How to Teach Your Homeschooler a Second Language
Have you ever met someone who speaks a foreign language fluently and with perfect accents? It’s impressive! Not only is it impressive, it is jealousy-inducing, especially when you consider the advantages associated with being fluent in two or more languages.
We have been blessed to live in areas where cultural diversity was the norm, including using a second language fluently.
Benefits of Being Bilingual
Second language learning produces better global citizens
Learning a new language not only enables you to be able to communicate with people from different cultures, it also helps you to learn about (and appreciate) different cultures. In our increasingly globalized society, this is critical.
(Mexico- from our time stationed on the border)
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Learning a new language expands your brain
When you learn a second language, it expands the language center in your brain. This makes it easier for you to learn a third (or even fourth) language. If you’ve ever dreamed about your child being able to travel across Europe, speaking to people in different countries in their native tongue, teaching them a second language is the first step.
In some countries, kids learn 3 to 4 languages before they are college-age! As a matter of fact, many countries require children to learn English as a second language!
Bilingual people are more creative
Studies have shown that people who are fluent in more than one language are creative thinkers, have strong problem-solving skills, and are better able to “think outside the box” than their monolingual counterparts.
It gives you a workforce advantage
Every job application I have ever seen asks you if you are fluent in any other languages. Being able to list even one additional language can help to set you apart from other applicants. In fact, there are some jobs you don’t even qualify for unless you speak a second language.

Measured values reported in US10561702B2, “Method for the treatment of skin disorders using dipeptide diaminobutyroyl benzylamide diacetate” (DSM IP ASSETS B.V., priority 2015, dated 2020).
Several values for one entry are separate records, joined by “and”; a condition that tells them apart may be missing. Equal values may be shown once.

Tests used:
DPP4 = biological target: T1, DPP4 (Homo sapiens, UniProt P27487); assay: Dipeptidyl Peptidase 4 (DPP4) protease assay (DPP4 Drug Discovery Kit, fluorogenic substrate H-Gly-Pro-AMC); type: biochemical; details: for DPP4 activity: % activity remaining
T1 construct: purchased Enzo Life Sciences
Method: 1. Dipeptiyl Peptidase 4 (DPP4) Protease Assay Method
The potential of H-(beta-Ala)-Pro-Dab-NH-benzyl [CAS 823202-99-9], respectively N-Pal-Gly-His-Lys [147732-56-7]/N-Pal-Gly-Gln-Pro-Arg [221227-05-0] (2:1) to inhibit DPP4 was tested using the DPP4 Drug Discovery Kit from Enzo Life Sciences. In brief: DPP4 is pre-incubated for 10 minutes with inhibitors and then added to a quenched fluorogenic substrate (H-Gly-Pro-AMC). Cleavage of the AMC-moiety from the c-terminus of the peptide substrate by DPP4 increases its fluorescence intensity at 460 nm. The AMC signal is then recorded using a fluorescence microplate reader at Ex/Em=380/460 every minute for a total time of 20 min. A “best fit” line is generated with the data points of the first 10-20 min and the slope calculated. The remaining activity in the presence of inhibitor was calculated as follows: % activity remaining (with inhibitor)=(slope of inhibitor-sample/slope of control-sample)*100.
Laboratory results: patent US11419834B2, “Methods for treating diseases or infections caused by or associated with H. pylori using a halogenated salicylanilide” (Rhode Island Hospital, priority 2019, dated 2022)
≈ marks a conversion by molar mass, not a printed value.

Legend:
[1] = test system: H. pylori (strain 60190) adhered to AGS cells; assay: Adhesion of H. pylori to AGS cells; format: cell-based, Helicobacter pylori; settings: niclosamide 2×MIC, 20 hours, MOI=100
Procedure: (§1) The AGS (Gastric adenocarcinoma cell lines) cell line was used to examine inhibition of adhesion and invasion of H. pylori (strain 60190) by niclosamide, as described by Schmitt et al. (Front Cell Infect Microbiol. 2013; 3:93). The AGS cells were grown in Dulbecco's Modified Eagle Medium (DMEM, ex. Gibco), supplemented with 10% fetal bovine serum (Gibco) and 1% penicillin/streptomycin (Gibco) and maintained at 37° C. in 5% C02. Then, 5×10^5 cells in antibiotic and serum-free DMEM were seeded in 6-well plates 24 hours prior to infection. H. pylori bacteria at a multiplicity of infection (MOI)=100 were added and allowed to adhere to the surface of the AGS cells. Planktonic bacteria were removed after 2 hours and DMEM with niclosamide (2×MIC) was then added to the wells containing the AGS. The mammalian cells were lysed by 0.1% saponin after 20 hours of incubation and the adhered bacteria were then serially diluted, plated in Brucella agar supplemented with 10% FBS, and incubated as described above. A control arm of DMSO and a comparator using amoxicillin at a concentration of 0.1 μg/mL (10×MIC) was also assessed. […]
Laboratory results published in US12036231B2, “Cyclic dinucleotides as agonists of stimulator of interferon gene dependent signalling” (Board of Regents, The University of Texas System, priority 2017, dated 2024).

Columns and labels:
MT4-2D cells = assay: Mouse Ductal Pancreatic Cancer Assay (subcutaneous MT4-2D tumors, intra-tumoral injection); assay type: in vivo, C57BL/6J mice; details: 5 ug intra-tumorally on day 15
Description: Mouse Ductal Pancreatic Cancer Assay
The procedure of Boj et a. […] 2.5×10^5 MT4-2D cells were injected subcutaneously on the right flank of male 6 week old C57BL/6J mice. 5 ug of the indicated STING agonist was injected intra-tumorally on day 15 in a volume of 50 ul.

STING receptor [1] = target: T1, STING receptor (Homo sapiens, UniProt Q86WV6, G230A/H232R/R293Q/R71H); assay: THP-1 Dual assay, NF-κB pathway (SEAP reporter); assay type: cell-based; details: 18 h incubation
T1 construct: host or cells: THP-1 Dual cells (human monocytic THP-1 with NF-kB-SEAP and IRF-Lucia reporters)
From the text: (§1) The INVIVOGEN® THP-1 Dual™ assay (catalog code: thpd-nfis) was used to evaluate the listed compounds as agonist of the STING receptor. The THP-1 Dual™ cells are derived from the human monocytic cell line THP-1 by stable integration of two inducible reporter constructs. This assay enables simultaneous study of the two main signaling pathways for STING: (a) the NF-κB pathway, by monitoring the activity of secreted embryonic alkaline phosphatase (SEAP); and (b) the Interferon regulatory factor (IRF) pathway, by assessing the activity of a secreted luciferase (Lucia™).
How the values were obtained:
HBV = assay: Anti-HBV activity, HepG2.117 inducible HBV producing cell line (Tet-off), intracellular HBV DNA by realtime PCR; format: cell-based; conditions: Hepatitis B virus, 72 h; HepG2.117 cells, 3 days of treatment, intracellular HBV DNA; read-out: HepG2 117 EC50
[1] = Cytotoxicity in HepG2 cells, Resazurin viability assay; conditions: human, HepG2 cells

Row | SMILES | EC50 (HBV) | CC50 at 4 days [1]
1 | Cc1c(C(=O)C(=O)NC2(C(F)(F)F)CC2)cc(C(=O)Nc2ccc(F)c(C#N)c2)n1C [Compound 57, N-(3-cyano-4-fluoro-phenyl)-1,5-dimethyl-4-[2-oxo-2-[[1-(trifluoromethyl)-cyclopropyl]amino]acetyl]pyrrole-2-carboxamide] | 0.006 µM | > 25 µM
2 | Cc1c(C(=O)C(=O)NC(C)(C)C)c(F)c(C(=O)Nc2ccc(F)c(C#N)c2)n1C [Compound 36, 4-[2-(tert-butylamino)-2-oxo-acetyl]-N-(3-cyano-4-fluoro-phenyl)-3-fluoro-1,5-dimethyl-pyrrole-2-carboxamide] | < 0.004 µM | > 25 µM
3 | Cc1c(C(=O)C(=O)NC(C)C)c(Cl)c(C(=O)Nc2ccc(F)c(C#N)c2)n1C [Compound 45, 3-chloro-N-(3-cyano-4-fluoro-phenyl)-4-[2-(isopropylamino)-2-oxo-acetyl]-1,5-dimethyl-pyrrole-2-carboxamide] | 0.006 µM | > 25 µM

(Seoul, South Korea- from when we were stationed over there.)
Bilingualism protects cognition over time
Research suggests that bilingual individuals have a delayed onset of cognitive degeneration disease such as Alzheimer’s and Dementia. It is believed that by exercising the brain through learning and practicing multiple languages you strengthen your brain.
Learning a second language helps you master your native language
Although it may seem like learning a second language at an early age may make it more difficult to learn one’s native tongue, research shows that it can help learning your native language easier.
For example, studying “dead” languages like Latin or Greek can help you understand various aspects of English, such as grammar, word roots, prefixes, and suffixes.
This is part one of a language series that we are doing! Don’t miss the next two posts in the series that will be coming soon! I will be breaking it down, including what curriculum we use!